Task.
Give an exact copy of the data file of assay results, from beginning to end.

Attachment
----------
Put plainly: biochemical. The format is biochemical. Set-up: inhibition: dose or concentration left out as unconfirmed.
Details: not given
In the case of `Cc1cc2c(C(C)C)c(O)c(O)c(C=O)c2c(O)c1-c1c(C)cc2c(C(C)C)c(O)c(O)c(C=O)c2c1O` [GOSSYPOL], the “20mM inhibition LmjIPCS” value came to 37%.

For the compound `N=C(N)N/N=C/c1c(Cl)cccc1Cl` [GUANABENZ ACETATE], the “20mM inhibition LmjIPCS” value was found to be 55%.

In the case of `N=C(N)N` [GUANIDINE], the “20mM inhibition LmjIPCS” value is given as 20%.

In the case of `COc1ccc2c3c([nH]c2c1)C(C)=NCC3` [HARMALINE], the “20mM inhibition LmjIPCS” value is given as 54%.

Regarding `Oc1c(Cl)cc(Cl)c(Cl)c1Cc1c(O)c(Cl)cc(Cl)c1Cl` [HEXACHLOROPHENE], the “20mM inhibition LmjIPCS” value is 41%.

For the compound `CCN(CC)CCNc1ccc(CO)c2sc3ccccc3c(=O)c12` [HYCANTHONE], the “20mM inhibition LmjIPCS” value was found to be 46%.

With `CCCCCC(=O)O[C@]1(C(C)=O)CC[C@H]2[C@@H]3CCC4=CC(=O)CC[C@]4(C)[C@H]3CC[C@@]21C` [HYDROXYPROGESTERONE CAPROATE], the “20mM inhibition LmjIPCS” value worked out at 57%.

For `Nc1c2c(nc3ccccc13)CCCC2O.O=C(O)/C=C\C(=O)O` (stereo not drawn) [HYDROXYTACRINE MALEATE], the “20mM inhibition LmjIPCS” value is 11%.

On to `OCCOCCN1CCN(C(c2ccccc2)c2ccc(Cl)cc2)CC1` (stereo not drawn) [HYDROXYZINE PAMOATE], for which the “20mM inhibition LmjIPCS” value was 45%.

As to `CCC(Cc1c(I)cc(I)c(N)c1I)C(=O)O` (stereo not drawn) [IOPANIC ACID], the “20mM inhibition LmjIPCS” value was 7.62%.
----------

Put plainly: biochemical. The format is biochemical. Set-up: inhibition: dose or concentration left out as unconfirmed.
Details: not given
In the case of `Cc1cc2c(C(C)C)c(O)c(O)c(C=O)c2c(O)c1-c1c(C)cc2c(C(C)C)c(O)c(O)c(C=O)c2c1O` [GOSSYPOL], the “20mM inhibition LmjIPCS” value came to 37%.

For the compound `N=C(N)N/N=C/c1c(Cl)cccc1Cl` [GUANABENZ ACETATE], the “20mM inhibition LmjIPCS” value was found to be 55%.

In the case of `N=C(N)N` [GUANIDINE], the “20mM inhibition LmjIPCS” value is given as 20%.

In the case of `COc1ccc2c3c([nH]c2c1)C(C)=NCC3` [HARMALINE], the “20mM inhibition LmjIPCS” value is given as 54%.

Regarding `Oc1c(Cl)cc(Cl)c(Cl)c1Cc1c(O)c(Cl)cc(Cl)c1Cl` [HEXACHLOROPHENE], the “20mM inhibition LmjIPCS” value is 41%.

For the compound `CCN(CC)CCNc1ccc(CO)c2sc3ccccc3c(=O)c12` [HYCANTHONE], the “20mM inhibition LmjIPCS” value was found to be 46%.

With `CCCCCC(=O)O[C@]1(C(C)=O)CC[C@H]2[C@@H]3CCC4=CC(=O)CC[C@]4(C)[C@H]3CC[C@@]21C` [HYDROXYPROGESTERONE CAPROATE], the “20mM inhibition LmjIPCS” value worked out at 57%.

For `Nc1c2c(nc3ccccc13)CCCC2O.O=C(O)/C=C\C(=O)O` (stereo not drawn) [HYDROXYTACRINE MALEATE], the “20mM inhibition LmjIPCS” value is 11%.

On to `OCCOCCN1CCN(C(c2ccccc2)c2ccc(Cl)cc2)CC1` (stereo not drawn) [HYDROXYZINE PAMOATE], for which the “20mM inhibition LmjIPCS” value was 45%.

As to `CCC(Cc1c(I)cc(I)c(N)c1I)C(=O)O` (stereo not drawn) [IOPANIC ACID], the “20mM inhibition LmjIPCS” value was 7.62%.